|OCZ Apex 120GB SSD OCZSSD2-1APX120G|
|Reviews - Featured Reviews: Storage|
|Written by Olin Coles|
|Thursday, 29 January 2009|
Page 8 of 14
EVEREST Disk Benchmark
Many enthusiasts are familiar with the EVEREST benchmark suite by Lavalys, but very few are aware of the Disk Benchmark tool available inside the program. The EVEREST Disk Benchmark (version 2.05.36) performs linear read and write bandwidth tests on each drive, and can be configured to use file chunk sizes up to 1MB (which speeds up testing and minimizes jitter in the waveform). Because of the full sector-by-sector nature of linear testing, Benchmark Reviews endorces this method for testing SSD products, as detailed in our Solid State Drive Benchmark Performance Testing article.
The SSD products tested with EVEREST Disk Benchmark are connected to the Intel ICH10R SATA controller resident on the Gigabyte GA-EX58-UD4P motherboard. Using the 1MB block size, our read performance measured an average 167.7 MBps and forms a perfect line as it scans across all sectors. At some invisible point in the waveform, maximum read performance peaked at 167.8 MBps, proving that the dual-JMicron JMF602B SSD controllers were not at all strained by this test. Linear write-to tests were a different story...
Linear disk benchmarks are superior tools in my opinion, because they scan from the first physical sector to the last. A side effect of many linear write-performance test tools is that the data is erased as it writes to every sector on the drive. Normally this isn't an issue, but it has been shown that partition tables will occasionally play a role in overall performance. The real issue we found with the OCZ Apex, wasn't really an issue at all.
Although the waveform chart below makes the linear write performance appear horribly low, this is a synthetic result of using a linear write test in conjunction with two internal drive controllers that reserve the first 64 sectors for a shared cache buffer. The maximum linear write performance peaked at 71.7 MBps at the start of the test, and went on to sustain 46.8 MBps average for the remainder of the test.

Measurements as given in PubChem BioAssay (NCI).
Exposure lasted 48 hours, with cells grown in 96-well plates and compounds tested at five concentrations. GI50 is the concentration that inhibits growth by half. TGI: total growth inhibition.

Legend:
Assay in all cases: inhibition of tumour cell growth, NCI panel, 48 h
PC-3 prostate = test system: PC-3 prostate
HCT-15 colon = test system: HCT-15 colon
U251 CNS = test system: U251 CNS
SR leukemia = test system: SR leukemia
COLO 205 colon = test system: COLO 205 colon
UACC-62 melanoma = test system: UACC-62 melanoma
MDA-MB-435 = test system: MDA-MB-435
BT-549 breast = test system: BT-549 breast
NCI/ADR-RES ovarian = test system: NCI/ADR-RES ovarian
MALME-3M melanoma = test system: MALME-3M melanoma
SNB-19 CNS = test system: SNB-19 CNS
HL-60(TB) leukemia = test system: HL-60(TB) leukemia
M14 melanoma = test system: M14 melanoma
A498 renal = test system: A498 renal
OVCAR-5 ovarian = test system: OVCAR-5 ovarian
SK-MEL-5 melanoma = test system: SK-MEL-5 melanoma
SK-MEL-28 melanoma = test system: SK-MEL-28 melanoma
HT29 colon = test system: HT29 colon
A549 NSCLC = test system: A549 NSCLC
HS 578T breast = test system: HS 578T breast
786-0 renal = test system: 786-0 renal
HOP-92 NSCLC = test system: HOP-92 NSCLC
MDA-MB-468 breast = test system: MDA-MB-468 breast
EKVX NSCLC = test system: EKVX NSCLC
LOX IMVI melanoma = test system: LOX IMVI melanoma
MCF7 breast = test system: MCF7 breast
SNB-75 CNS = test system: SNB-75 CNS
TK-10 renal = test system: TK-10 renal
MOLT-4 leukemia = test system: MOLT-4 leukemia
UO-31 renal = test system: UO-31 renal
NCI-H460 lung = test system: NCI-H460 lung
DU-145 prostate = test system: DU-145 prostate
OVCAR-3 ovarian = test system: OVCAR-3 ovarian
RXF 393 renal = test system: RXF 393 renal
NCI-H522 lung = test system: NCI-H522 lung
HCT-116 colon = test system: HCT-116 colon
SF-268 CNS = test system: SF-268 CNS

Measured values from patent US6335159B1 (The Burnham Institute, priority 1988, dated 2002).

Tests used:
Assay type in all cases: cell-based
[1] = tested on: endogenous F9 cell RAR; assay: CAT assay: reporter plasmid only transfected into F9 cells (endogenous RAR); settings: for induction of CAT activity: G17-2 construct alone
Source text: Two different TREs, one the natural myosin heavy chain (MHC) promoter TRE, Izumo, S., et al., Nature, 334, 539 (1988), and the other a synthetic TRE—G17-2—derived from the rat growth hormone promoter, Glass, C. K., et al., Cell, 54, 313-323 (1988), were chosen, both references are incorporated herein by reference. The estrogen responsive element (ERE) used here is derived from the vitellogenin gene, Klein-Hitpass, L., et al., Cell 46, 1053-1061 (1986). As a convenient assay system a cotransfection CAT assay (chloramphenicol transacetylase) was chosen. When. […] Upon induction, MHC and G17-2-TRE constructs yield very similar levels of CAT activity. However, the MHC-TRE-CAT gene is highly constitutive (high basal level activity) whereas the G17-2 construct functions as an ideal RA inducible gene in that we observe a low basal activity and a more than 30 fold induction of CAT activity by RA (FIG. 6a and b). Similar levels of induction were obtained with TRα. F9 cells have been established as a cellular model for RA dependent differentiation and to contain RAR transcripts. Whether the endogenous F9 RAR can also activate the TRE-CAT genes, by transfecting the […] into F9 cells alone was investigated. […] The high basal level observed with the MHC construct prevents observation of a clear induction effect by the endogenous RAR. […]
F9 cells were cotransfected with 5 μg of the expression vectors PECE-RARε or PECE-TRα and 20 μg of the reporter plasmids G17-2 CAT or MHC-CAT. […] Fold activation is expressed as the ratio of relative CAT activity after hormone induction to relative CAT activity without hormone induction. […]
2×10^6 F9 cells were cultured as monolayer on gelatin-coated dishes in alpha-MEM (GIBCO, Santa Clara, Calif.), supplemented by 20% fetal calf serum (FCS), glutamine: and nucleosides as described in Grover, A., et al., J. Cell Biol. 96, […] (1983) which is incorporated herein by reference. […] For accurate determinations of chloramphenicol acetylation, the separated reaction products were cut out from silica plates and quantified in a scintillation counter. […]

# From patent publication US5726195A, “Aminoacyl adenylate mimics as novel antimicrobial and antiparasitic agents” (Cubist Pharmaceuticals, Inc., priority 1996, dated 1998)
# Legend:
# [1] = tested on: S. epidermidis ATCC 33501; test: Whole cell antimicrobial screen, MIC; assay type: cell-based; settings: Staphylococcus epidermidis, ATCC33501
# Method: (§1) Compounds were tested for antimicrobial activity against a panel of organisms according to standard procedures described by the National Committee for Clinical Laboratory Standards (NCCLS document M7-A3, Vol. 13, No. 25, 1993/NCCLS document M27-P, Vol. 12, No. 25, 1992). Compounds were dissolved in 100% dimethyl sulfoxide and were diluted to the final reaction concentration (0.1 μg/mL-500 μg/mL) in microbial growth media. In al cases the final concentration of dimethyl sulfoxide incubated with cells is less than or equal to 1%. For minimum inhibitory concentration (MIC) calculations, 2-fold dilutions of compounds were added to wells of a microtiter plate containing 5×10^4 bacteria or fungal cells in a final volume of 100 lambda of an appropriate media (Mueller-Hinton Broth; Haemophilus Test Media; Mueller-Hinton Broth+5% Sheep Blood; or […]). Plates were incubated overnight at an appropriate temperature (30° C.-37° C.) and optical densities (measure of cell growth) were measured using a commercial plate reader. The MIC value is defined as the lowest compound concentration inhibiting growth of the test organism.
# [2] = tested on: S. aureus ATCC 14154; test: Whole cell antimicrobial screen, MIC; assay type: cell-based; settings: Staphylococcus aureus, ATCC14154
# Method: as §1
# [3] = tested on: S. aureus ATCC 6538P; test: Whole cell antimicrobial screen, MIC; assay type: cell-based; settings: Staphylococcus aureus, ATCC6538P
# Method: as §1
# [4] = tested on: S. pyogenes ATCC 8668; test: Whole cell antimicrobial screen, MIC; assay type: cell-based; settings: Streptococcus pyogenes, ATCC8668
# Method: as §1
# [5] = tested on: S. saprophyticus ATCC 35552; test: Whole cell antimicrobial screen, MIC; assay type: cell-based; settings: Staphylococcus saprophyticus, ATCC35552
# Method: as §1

This actually makes sense, when you consider that the JMicron JMF602B controller offers a rather small 16KB of on-die cache buffer per chip. When the linear write test first begins, it actually overflows the controller's buffer because it writes to the reserved sectors. Please understand that in real-world scenarios the end-user would never be capable of writing data to an un-partitioned disk, so because of this particular architecture our linear write performance benchmark of the OCZ Apex SSD is rendered unreliable for comparison.
EDITORS NOTE 02/18/2009: After receiving the final/retail firmware for the OCZ Apex SSD, we upgraded our test sample and prepared it for testing with the Microsoft DiskPart utility. Unfortunately, even with the recommended preparation and latest available firmware, the OCZ Apex still offered very inconsistent (and obscenely low) EVEREST linear write speeds. Although the OCZ Apex and G.Skill Titan SSD share identical architecture, there is a difference in the firmware that does not result in the low sustained write performance from the G.Skill version.
The chart below shows the average linear read and write bandwidth for a cross-section of drives attached to the Intel ICH10 Southbridge. Although I personally consider this the single most important comparison of SSD products, by my own admission the OCZ Apex is at a disadvantage because of incompatible linear write testing with the JMicron JMF602B chips and internal RAID-0 architecture.
Linear bandwidth certainly benefits the Solid State Drive, since there's very little fluctuation in transfer speed. Hard Disk Drive products decline in performance as the spindle reaches the inner-most sectors on the magnetic platter.